Of course I was wrong. Mr Branson likes to go into "virgin territory" and shake up the market with each new project he takes on. In this instance the idea was to create a diffusion fashion collection of a similar quality to the cK, DKNY or D&G lines but without a designer name to support it, and to sell it alongside those labels in groovy stores around the country.
The range launches next week, carefully niched towards the 18-34-year- old "contemporary urban man or woman", and is worthy of the two years it took to develop. It is skewed towards the now ubiquitous British street- style look, with plenty of fleeces (in three different piles), padded jackets and parkas with waterproof linings and detachable innards, chunky jumpers, and slick leather jackets. The range is spilt into three categories - Urban Tailoring, Urban Statements and Urban Active - and has been carefully, thoughtfully and anonymously designed. Branding has been kept to a minimum, while functional design features and innovative fabrics have been played up. One pair of high-heeled women's shoes even has a shock-absorbing sole, useful for heel addicts who suffer with back problems, apparently.
The advertising campaign, by Saatchi & Saatchi, has just hit glossy magazines. The campaign is so "clever" that the casual onlooker would be forgiven for thinking what is actually an advert is an error. The first one is disguised as normal magazine pages which have accidentally been printed twice. Turn the page after the error pages and a pile of magazines present themselves, with one logo poking out - for Virgin Clothing. The catchline is, "Think You've Seen It All Before?" The idea, apparently, is to interest and intrigue the public without revealing too much about the clothes. A second advert features a man's shadow, and a clothing caption. Where the model should be is torn out.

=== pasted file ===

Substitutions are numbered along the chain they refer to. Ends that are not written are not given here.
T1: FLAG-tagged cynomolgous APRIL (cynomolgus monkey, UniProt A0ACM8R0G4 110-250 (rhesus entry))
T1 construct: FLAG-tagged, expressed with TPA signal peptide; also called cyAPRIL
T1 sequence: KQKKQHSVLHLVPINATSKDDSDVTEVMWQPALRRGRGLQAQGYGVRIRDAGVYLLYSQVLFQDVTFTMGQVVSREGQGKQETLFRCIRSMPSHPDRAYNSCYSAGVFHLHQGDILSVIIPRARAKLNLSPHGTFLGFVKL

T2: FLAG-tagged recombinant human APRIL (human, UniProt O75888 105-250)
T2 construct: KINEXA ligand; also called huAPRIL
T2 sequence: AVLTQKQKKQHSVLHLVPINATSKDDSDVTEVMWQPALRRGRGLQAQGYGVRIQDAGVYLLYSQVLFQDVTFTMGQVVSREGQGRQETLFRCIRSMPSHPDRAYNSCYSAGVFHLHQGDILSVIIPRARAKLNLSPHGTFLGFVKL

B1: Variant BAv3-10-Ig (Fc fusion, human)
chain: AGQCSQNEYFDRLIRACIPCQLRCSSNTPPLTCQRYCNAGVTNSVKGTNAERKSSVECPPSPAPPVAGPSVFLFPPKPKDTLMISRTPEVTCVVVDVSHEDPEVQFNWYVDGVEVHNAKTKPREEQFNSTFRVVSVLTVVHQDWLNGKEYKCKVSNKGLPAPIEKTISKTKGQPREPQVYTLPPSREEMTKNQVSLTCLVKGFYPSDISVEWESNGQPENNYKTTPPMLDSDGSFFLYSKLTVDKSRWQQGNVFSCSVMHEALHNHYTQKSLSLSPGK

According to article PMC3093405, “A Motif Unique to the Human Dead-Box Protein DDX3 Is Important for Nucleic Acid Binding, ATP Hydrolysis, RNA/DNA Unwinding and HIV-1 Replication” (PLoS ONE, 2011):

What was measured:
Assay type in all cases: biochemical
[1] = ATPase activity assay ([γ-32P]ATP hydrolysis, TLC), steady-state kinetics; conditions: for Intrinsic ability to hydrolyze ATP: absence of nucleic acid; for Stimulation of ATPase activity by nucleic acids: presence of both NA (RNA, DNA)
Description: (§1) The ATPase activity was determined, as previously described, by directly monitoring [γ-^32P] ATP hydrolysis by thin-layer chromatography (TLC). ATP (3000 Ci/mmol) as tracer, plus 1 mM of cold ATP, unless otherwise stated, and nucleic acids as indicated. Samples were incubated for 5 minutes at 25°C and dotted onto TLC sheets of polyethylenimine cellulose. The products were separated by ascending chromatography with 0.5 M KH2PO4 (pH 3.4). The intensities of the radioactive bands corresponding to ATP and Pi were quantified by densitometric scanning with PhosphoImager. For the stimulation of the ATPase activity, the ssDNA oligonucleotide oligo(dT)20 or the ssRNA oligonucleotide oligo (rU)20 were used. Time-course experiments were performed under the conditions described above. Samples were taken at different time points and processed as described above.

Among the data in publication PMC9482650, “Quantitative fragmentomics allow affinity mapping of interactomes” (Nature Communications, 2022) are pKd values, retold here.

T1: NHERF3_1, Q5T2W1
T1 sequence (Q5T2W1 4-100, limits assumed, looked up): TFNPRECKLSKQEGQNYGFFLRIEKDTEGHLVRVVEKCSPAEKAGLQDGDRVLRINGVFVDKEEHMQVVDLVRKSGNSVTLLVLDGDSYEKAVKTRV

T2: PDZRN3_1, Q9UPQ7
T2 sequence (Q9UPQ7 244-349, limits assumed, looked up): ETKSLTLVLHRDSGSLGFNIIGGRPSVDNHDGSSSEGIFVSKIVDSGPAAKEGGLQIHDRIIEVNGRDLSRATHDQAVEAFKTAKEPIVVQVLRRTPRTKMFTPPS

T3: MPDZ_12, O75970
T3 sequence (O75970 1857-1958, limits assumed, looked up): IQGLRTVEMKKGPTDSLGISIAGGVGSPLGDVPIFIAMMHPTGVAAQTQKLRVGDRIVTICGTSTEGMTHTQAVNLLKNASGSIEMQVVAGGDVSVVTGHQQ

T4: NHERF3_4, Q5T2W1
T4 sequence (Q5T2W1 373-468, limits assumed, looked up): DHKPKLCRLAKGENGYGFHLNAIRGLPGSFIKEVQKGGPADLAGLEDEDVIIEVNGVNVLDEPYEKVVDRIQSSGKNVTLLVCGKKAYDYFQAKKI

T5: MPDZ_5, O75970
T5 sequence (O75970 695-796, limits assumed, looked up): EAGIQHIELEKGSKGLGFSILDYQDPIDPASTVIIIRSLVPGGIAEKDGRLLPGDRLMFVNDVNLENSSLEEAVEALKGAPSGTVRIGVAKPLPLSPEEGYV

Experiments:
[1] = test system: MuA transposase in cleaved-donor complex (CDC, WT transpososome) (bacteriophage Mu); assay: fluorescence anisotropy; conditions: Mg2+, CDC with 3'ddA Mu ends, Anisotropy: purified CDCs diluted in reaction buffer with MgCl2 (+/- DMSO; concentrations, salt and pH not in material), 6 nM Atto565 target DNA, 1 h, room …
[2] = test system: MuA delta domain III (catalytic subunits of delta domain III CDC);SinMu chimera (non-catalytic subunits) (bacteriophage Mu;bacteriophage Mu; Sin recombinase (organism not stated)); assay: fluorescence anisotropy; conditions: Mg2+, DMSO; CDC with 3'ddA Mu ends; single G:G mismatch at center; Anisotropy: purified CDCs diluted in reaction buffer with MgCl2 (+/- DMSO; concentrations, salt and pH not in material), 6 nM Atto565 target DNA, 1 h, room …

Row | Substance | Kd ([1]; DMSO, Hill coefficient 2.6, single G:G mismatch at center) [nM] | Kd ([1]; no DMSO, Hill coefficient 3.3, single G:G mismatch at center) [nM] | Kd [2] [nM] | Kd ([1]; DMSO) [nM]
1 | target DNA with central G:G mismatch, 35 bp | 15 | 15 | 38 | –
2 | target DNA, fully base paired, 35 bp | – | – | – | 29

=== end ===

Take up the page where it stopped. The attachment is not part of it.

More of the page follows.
These adverts form part of a pounds 4m launch budget for the label, which is taking no chances with its first collection. The clothes have to be seen by the right people, in the right magazines, and be sold to the right shops to gain an immediate foothold in the market. Otherwise the range will be dismissed as an extension of the Virgin branding machine, which it clearly isn't. The only common denominator is the name, and the thinking behind it.
A fair chunk of the launch budget probably went to the leading creative team behind the pictures here. They are not adverts, but what are known in the trade as brand image photographs. The idea is to convey what the clothes and the people who wear them are all about. Phil Bicker, the art director of Vogue Homme International, and Anna Cockburn, a freelance stylist who works on Calvin Klein's catwalk collections, and Gap campaigns, came up with the concept, namely to photograph "ordinary people" doing everyday activities, but to make it all look very staged. The photographer is Hannah Starkey, 26, a recent Royal College of Art graduate, who describes her work as "fine art photography of everyday things".
Bicker's main objective was to be different from the crowd. "So much fashion photography has no deliberation - we wanted this to be a collection of urban images that looked staged and deliberate, and were almost beyond normal," says Bicker. The clothes are, in fact, almost incidental to the images. "They are wearable, practical clothes, that people everywhere can wear, they are not high fashion," says Cockburn
Virgin Clothing will be available exclusively at Selfridges from 20 August, then nationwide from 1 September at selected stores (enquiries 0845 308 8220), Capolito Roma, 163 Marsden Way, Arndale Centre, Manchester; Union Street, Glasgow; Unit L97 City Plaza, Cannon Street, Birmingham; 1 Clayton Square, Liverpool. Versai, 1B, Nile Pavillions, Nile Street, Brighton. Monty Smith, 2 Little Promenade, Cheltenham.Reuse content